Looking for more insight on how to address the current global crisis and lead your organization into a strong recovery?


Join Ragan’s Crisis Leadership Network to network and brainstorm with peers, get the latest intelligence and research and start to strategize for the future of your organization.

Learn more about this exclusive membership here. 

B&G Foods to remove Cream of Wheat chef from packaging

Roughly three months after B&G Foods said it would review branding for its Cream of Wheat brand, it’s removing the Black chef depicted on the boxes.

USA Today reported:

“For years, the image of an African-American chef appeared on our Cream of Wheat packaging,” B&G Foods said in a statement to USA TODAY. “While research indicates the image may be based upon an actual Chicago chef named Frank White, it reminds some consumers of earlier depictions they find offensive. Therefore, we are removing the chef image from all Cream of Wheat packaging.”

… The company said in its statement to USA TODAY that it has a “new philanthropic initiative in recognition of the importance of diversity and inclusion in the culinary community” and “has begun developing relationships with several of the leading culinary schools to help support and aid in the development of African-American and Latinx candidates through various scholarship and other initiatives.”

The announcement follows simiiliar moves by Mars, which is renaming its Uncle Ben’s brand as “Ben’s Original,” as well as Quaker Oats retiring its Aunt Jemima name and image and Conagra Brands promising to rebrand its Mrs. Butterworth’s product line.

Why it’s important: Don’t delay making changes to your organization that supports diversity, equity and inclusion goals. That includes overhauls to your workforce culture, hiring and advancements programs as well as your branding and marketing campaigns. Pair your changes with donations and partnerships with racial equality and social justice organizations, which can make your moves come across as more meaningful and authentic.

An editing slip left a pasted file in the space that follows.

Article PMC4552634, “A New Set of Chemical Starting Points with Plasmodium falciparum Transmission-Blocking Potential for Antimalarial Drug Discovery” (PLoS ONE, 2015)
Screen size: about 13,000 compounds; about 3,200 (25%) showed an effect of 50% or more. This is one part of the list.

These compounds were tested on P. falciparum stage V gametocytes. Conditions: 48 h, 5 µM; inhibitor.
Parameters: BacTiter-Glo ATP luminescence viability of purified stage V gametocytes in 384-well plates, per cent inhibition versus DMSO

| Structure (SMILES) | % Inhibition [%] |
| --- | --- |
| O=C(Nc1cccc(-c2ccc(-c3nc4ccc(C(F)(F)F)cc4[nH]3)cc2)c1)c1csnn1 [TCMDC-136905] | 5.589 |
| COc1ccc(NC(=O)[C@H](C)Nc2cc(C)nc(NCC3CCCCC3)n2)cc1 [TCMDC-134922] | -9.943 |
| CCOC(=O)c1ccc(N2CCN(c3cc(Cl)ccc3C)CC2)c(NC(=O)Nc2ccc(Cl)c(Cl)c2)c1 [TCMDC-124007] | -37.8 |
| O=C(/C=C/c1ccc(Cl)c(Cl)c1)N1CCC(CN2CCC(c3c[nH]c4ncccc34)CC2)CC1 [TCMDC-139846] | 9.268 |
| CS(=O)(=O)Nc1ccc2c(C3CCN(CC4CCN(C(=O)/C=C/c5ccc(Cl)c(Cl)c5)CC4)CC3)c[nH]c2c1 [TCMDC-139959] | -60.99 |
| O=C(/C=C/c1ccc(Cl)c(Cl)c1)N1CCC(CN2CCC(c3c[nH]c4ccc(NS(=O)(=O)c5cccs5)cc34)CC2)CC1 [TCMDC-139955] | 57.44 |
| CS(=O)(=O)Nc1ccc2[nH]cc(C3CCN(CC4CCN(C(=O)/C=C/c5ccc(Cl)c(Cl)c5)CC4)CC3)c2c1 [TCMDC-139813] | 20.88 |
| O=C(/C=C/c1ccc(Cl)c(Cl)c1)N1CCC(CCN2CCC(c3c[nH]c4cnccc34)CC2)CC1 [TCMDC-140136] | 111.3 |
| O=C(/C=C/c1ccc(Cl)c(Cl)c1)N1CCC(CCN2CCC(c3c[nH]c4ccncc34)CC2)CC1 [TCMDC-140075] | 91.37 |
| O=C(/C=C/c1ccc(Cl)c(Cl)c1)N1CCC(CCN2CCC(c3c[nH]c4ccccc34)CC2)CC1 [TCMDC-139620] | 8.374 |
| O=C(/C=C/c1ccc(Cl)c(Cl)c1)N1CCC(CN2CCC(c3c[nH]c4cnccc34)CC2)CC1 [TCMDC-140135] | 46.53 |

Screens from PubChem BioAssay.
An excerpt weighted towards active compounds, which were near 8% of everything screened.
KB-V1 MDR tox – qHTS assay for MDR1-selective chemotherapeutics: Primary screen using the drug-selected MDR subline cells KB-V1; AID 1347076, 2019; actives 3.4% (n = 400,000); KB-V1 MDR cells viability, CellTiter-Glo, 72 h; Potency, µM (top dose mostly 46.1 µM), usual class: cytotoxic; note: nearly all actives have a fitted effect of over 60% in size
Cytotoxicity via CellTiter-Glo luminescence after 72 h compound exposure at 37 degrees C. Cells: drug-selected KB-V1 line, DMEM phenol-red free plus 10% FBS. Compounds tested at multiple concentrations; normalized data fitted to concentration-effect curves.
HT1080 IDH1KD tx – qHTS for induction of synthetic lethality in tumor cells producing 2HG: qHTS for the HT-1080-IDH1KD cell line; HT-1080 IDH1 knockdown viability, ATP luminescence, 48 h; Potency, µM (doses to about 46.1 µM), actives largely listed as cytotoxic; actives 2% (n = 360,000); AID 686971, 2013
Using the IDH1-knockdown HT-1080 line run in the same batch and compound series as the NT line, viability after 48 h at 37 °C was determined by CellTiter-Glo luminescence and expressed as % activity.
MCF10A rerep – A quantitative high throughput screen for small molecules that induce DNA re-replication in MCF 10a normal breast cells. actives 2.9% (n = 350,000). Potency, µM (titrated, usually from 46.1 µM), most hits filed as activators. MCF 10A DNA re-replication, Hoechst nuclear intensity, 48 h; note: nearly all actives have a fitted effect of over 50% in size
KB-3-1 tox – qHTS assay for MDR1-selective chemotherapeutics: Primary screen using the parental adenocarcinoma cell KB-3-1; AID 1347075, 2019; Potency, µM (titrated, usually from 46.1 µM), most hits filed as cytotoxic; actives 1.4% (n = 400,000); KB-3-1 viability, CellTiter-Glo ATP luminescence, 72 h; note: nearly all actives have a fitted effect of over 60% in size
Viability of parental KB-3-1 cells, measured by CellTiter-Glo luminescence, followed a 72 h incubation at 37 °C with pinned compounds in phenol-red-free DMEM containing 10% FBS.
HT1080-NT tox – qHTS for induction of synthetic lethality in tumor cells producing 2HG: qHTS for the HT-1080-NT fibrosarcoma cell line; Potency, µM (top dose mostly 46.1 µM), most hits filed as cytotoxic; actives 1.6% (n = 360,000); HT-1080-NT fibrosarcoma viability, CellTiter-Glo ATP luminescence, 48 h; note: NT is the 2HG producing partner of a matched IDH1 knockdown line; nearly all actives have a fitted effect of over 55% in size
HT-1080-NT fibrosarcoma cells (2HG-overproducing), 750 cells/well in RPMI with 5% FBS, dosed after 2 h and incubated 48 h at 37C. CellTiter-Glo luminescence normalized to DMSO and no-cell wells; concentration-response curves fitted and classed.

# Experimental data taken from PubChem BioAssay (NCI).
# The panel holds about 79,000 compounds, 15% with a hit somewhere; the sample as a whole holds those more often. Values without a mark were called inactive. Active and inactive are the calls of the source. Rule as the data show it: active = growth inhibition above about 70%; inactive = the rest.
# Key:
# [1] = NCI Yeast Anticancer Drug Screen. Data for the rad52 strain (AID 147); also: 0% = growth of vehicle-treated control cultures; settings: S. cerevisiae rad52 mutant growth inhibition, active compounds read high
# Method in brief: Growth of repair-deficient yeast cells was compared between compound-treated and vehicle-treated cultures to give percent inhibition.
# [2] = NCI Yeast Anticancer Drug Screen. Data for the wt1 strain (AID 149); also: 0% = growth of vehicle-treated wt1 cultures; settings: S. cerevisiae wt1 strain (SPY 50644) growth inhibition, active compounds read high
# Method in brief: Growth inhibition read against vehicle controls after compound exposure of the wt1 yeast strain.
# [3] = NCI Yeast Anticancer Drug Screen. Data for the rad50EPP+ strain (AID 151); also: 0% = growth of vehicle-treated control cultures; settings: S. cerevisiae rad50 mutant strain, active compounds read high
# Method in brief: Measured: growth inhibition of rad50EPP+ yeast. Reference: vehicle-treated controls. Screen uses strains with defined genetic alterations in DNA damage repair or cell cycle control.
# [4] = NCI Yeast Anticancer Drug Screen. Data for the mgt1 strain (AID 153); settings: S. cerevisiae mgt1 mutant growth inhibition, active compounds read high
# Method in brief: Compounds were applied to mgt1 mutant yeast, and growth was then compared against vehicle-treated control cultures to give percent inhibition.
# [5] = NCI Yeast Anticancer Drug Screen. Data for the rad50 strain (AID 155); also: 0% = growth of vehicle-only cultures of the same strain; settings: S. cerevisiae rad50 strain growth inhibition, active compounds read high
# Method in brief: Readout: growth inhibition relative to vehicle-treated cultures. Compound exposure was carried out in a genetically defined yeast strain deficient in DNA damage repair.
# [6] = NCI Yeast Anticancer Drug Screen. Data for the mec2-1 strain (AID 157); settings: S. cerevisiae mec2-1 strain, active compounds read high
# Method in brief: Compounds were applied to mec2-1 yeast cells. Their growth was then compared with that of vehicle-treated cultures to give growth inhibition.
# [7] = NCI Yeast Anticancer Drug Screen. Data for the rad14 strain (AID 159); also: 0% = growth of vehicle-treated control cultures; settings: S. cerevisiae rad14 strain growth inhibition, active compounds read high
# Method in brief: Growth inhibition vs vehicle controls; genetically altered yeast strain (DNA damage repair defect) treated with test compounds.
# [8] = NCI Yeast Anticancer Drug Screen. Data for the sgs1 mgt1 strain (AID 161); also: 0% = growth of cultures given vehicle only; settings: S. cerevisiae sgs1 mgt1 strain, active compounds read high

Though 70% of communicators are not looking beyond 2020 in terms of strategic planning, they also don’t expect our current state of crisis to ease up by the end of the year. Operating in a constant state of crisis and rapidly responding to events throughout the world are top challenges for communicators, our recent report, Ragan Survey of Internal Communicators, revealed.



If you’re one of the 64% of U.S. consumers that drink coffee, you’re in good company. Many PR and marketing pros start their day with a cup (or two, or three) of the caffeinated brew to get the boost necessary to power out press releases, pitches, crisis responses, social media posts and more.


Consider these for your next cup:


Innocent Drinks’ social media manager recently announced new product packaging that fits recycling requirements. However, instead of announcing it with corporate speak and a press release, the manager embraced the brand account’s sassy tone and tweeted the announcement along with an explanation why it was late for Recycling Week:

The move has become a popular one for social media managers as of late, but it’s working. Many Twitter users have been amused as social media managers take to their brands’ profiles and announce behind-the-scenes challenges.


We asked if you’re listening (or producing) podcasts, and nearly 41% of you listen to the audio storytelling format, with nearly 38% of you saying you don’t now listen to them, but you want to. Less than 2% of you listen to podcasts as well as have one from your organization:

Is there a question you’d like us to ask in an upcoming poll? Let us know!


Is your organization involved with messages, campaigns or partnerships that encourage people to vote?

Share your thoughts with us below and under the hashtag #DailyScoop.




Editor’s note: Ragan Communications may earn a commission through our affiliate partnerships when purchasing items in our content.